Ethnic minority achievement (EMA)
The aim of this resources page is to support the schools to build on evidenced based strategies to close the achievement gap and further improve the life chances for all children and young people in Ealing schools.
Ethnic minority achievement newsletter (pdf) June 2022
Useful resources for schools to highlight and celebrate refugee week 20 – 26 June - includes Ukrainian language resources - and Gypsy, Roma and Traveller history month.
EMA network meetings 2021/22
Offered to strategic inclusion /EMA leaders and specialist EAL teachers, EMA network meetings offer the following learning opportunities:
- Pulling together pedagogy for EAL /EMA learners and gaining insight into researched-based and evidenced effective practice
- Developing leadership strategies to raise the attainment of disadvantaged groups
- Sharing best practice and ways to building capacity, adding value and securing impact.
Primary EMA network meetings
Secondary EMA network meetings
- Gypsy Roma Travellers History Month - every June
- 20 - 26 June - Refugee Week 2022
Diversity and inclusion - Ethnicity,language, culture and experiences (pdf) (Login* to view information)
Ideas and resources to celebrate GRTHM and Refugee Week.
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A common characteristic of Ealing schools is the high level of pupil diversity that exists within classrooms. A key challenge for all schools is catering simultaneously for all the different needs of all pupils. The diverse classrooms include children that have a range of needs. It is important to recognise that every child is an individual with unique characteristics, needs and developmental pathways.
- Pupils with special educational needs and disability (SEND)
- Pupils from ethnic minority backgrounds (pdf)
- Black and Minority Ethnic (BME)
- English as an additional language (EAL)
- Gyspy, Roma and Travellers (GRT)
- Disadvantaged / pupils entitled for free school meals (FSM)
- Looked after children (LAC)
- Most able and gifted and talented
Some of these groups (SEN, EAL, BME) are not homogenous groups. This means that pupils in these categories may have more than one need. It is equally important to consider that these categories are not labels, but indicators to support teachers in planning appropriate support for every child in their class.
Also, it is critically vital to recognise the strengths all pupils bring in the classroom. For example, bilingual pupils may bring a range of linguistic skills and valuable personal and educational experiences. Equally, some children identified with Asperger disorder could also be very able children and be high performers in one or more subjects.
- Admission of new arrivals process (pdf)
- Induction prrogramme for new arrivals example and useful websites (pdf)
- Assessing pupils with EAL / new arrivals profile (pdf)
- EAL assessment framework (Bell Foundation)
- Excellence and Enjoyment: Learning and teaching for bilingual children in the primary years (Includes: Introductory guide: Unit 1: Planning and assessment for language and learning; Unit 2: Creating the learning culture: making it work in the classroom; Unit 3: Creating an inclusive learning culture; Unit 4: Speaking, listening, learning: working with children learning EAL)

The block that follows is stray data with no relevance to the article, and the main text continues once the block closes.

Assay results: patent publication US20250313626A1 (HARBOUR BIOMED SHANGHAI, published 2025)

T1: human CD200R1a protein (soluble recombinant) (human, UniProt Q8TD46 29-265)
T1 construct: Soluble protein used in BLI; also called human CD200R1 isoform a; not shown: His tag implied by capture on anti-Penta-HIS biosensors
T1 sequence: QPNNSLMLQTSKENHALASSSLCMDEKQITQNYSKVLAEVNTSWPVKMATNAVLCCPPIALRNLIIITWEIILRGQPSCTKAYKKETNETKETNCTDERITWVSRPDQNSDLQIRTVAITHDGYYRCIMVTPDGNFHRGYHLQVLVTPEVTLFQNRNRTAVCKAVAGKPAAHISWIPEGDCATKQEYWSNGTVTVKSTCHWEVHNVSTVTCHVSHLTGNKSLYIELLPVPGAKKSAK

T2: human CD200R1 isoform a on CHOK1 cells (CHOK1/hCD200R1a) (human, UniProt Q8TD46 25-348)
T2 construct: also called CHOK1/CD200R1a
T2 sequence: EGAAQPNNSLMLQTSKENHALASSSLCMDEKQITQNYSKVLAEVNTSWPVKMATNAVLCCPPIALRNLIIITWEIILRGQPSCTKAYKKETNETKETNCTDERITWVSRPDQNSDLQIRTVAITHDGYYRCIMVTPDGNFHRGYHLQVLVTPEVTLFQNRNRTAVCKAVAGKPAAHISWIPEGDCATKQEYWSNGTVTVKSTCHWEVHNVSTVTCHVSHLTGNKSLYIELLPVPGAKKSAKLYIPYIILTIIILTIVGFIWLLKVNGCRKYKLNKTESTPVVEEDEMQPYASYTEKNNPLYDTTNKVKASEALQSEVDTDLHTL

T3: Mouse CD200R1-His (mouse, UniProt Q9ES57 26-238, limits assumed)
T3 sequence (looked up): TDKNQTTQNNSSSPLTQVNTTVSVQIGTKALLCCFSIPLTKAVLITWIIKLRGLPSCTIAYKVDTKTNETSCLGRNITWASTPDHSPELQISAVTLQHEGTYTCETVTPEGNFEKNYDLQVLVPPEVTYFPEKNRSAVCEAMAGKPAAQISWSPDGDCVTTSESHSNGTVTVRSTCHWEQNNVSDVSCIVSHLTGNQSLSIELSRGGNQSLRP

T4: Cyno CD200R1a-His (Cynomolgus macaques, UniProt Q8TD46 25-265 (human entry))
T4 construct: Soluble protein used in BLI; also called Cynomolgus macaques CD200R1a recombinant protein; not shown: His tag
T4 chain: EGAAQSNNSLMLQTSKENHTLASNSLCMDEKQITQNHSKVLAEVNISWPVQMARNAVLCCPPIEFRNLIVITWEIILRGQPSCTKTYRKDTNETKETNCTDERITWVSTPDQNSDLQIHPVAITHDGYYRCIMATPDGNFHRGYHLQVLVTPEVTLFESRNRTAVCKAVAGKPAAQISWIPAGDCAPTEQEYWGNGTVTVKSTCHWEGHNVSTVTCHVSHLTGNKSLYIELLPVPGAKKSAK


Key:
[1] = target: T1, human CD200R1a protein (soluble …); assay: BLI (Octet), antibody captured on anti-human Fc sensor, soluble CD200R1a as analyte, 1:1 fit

- Home learning: Covid 19 – Support pack for parents and pupils of English as an additional language (PDF)
- English as an additional language (EAL) and educational achievement in England (pdf)
Advanced bilingual learners
- Guided sessions to support writing English as an additional language
- Ensuring the attainment of more advanced learners of EAL (Including: Analysing writing, Talk as a tool for thinking, Bridging talk and text, Thinking and writing as a writer, Reading as a writer)
- Could they do better? (pdf) Lynne Cameron’s research writing in English as an additional language at key stage 2
EAL and SEND pupils
A child should not be regarded as having a learning difficulty because the language or form of language of the home is different from the language in which he or she is or will be taught - The Education Act (1993), section 156
- EAL with SEND needs (EAL Nexus). Includes a step-by-step procedures for identifying the learning needs of EAL pupils with SEND needs.
- EAL and SEN (NALDIC) - Includes: Identification and assessment , Overcoming barriers to learning in literacy, Overcoming barriers to learning in mathematics.
- Common difficulties in writing and reading (pdf) - Includes: EAL and / or SEN filter questions.
- The Black Curriculum report 2020 (pdf) Black British history in the national curriculum report.
- The Black Curriculum
- DfE (2015) A compendium of evidence on ethnic minority resilience to the effects of deprivation on attainment (Gov.UK)
- DfE (2015) Ethnicity, deprivation and educational achievement at age 16 in England: trends over time (Gov.UK)
- National Strategies- Excellence and Enjoyment: learning and teaching for Black children in the primary years (pdf)
- Promoting spiritual, moral, social and cultural (SMSC) education and fundamental British values in your setting (Gov.UK)
Black History Month
- Celebrating Black History Month in Ealing
- Historical Association (Teaching Black History)
The GRT achievement service aims to promote access to education and to improve the achievement of GRT pupils, by working collaboratively with schools and families to close achievement gaps.
For further information contact
Mirela Temo - ECT and ethnic minority achievement adviser
Tel: 020 8825 7986